Theodosian Code

Theodosian Code (thēˌədōˈshən) [key], Latin Codex Theodosianus, Roman legal code, issued in 438 by Theodosius II, emperor of the East. It was at once adopted by Valentinian III, emperor of the West. The code was intended to reduce and systematize the complex mass of law that had been issued since the reign of Constantine I. To a large extent it was based upon two private compilations, the Gregorian ( Codex Gregorianus ) and the Hermogenian ( Codex Hermogenianus ). The Theodosian Code was used in shaping the Corpus Juris Civilis.

The Columbia Electronic Encyclopedia, 6th ed. Copyright © 2012, Columbia University Press. All rights reserved.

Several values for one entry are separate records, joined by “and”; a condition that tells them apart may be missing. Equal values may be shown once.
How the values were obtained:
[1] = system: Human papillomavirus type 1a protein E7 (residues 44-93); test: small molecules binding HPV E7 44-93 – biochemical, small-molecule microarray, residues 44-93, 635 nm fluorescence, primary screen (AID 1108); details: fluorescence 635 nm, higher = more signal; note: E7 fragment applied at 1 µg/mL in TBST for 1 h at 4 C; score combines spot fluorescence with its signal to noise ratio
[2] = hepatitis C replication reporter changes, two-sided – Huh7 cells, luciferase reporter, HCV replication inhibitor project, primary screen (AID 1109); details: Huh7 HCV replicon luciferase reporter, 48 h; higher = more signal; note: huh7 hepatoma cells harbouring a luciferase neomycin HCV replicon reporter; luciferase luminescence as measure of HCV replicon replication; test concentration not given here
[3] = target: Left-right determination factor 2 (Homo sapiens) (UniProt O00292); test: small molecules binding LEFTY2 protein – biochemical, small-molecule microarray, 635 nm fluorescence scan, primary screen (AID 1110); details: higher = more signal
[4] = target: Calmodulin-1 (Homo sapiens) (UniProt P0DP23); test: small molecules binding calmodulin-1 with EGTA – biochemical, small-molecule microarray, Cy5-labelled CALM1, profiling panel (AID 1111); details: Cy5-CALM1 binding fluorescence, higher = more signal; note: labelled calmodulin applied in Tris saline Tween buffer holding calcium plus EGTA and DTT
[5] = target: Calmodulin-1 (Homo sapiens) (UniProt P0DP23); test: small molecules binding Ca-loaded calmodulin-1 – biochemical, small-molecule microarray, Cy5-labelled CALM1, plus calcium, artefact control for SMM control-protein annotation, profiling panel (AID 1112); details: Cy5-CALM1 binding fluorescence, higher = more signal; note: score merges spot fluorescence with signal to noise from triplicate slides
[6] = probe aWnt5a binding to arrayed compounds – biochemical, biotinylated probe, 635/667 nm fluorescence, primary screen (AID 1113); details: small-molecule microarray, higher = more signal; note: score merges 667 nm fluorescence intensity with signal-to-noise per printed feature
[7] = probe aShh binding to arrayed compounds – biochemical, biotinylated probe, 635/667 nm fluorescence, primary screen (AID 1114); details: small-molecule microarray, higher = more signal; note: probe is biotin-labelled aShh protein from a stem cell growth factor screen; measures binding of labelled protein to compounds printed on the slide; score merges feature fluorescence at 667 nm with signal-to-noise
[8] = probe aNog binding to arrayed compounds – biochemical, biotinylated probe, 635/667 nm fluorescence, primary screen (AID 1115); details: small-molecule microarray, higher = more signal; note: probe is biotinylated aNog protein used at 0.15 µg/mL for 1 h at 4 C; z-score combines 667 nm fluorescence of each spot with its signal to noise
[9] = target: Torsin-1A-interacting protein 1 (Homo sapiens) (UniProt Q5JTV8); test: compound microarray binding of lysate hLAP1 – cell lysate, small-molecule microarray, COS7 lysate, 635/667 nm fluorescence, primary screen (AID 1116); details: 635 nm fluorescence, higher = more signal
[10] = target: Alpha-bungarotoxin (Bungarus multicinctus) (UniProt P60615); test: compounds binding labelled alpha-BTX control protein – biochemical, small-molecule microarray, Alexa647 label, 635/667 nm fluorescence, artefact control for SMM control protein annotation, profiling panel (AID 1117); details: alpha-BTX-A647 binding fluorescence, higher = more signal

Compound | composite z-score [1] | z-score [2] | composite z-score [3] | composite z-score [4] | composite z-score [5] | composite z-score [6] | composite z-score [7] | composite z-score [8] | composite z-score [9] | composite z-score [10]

More on Theodosian Code from Fact Monster:

  • Godefroy - Godefroy Godefroy , family of French scholars. Denis Godefroy,. 1549–1622, was a Calvinist ...
  • Breviary of Alaric - Breviary of Alaric Breviary of Alaric , Visigothic code of Roman law issued (506) by King Alaric II ...
  • Theodosius II - Theodosius II Theodosius II, 401–50, Roman emperor of the East (408–50), son and ...
  • Papinian - Papinian Papinian (Aemilius Papinianus), d. 212, Roman jurist. He was a close friend of the Roman ...
  • Roman law: Under the Empire - Under the Empire After the establishment of the empire, the development of law largely passed from ...

See more Encyclopedia articles on: Law: Divisions and Codes